Many professionals consume alcohol in a moderate and temperate manner. Reasonable, social alcohol consumption that results in a driving under the influence criminal charge is an unfortunate event. The criminal consequence and interactions with the justice system are necessary impediments to excessive drinking.
However, reasonable social drinking does not mean licensed professionals suffer from a drug and alcohol addiction or impairment that is both continuing and rendering the professional unsafe to practice their profession. It is these two statutory requirements the PHMP, PAP, and PNAP, ignore when enticing and scaring licensees to enroll in the PHMP monitoring program. PHMP’s threats and intimidation (PHMP Scare Tactics) when combined with licensees’ anxiety and stress from the criminal case create the perfect storm for licensees to make ill-informed and legally incorrect decisions regarding their professional license.
A recent case is a perfect example of why licensees should hire counsel upon receipt of any PHMP paperwork. My client hired me after she had attended a PHMP assessment and, having rejected it, also attended without counsel a Mental and Physical Evaluation. The Board MPE expert concluded she suffered from an alcohol use disorder that required monitoring for her to safely practice. She rejected the DMU/PHMP and fought her case. Luckily for this licensee she hired me.
In all impairment cases, the Practical Nurse Law, 63 P.S. §651-667.8, authorizes discipline if there is sufficient evidence in the record to demonstrate that licensee is addicted to alcohol, that any such dependence is continuing, and any such dependence prevents her from practicing practical nursing with reasonable skill and safety to patients. Absent any one of these factors and the Commonwealth loses its cases. Translated into English, the Commonwealth must prove a professional’s alcohol use condition existed, is continuing, and results in the professional’s inability to practice their profession with care and safety.
During cross-examination of their expert I exposed the inaccuracies and legally deficiencies of his opinion. The expert conceded he did not request, and thus did not review, my client’s medical records, employment records, performance reviews from her current employer, and did not contact reference persons (including probation officer) my client provided. At the hearing the expert disclosed he did not possess any factual information about my client’s work performance, such as employer complaints, or any evidence indicating that her use of alcohol has ever affected her work or resulted in her being requested or directed to submit to alcohol and/or drug testing while at work.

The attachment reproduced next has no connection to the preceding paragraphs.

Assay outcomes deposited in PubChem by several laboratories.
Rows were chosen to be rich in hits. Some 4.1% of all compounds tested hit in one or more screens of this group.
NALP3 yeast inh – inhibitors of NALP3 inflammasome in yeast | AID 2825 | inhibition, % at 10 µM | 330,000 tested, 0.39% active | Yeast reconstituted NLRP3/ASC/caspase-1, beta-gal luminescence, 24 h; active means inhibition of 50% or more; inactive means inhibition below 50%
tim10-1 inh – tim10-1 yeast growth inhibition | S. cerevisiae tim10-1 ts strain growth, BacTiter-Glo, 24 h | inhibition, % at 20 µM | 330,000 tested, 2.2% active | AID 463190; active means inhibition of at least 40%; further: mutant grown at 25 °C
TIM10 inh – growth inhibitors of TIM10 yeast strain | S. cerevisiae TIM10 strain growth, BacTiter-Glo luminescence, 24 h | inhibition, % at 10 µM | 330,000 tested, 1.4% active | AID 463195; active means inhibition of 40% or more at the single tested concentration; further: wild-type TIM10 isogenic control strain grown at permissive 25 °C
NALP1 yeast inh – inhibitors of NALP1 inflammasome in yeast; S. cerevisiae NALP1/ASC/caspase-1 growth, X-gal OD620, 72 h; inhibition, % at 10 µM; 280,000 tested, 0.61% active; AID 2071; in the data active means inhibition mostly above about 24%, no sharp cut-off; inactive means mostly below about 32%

As with many of my cases, prosecutors attempt to satisfy their burden of proof through expert testimony that only says the professional is able to practice practical nursing with reasonable skill and safety to patients as long as she is monitored. The usual language is “I believe she is impaired and that it is unsafe for her to practice nursing with requisite skill and safety without monitoring. As such, experts routinely recommend monitoring based on the need for objective verification of a licensee’s abstinence from alcohol. However, this is not the burden of proof.
A review of the evidence showed this licensee was abstinent for 15 months since the MPE, had eight months of sobriety between the 2016 DUI and the examination, and accumulated years of continuous sobriety between 2008 and 2016. As of the date of the hearing my client was in full sustained remission. As well the expert had no information or documentation suggesting that my client relapsed since the 2016 DUI, given that the testing he ordered for her in February of 2017 came back negative. The Commonwealth could not meet its burden of proof of a continuing dependency element.
Even absent a continuing alcohol dependency, the Commonwealth must still also prove that any illness or dependency, continuing or otherwise, has prevents the licensee from competently practicing nursing with reasonable skill and safety to patients. Here is where the expert testimony was clearly deficient.
The Board’s expert only found Respondent unable to practice nursing safely unless she is monitored. That is not the law. Rrecommending monitoring as a safety “precautionary measure” must be supported by the evidence. Here the expert did not avail himself of certain sources of infornation, whose names and contact information my client provided, to corroborate or counter the statements she made by during the examination.
Rather, the expert testified that “when someone gives you a list of people to call, 99 percent of the time they give glowing report, and I can’ t believe what they tell me… and .it may be true, but I can’t base my opinion on that.” Yet, when asked directly, the expert could not cite any evidence that, as of the hearing date, my client was unable to practice nursing with reasonable skill and safety to patients.
Please call me to discuss your case and pending prosecution.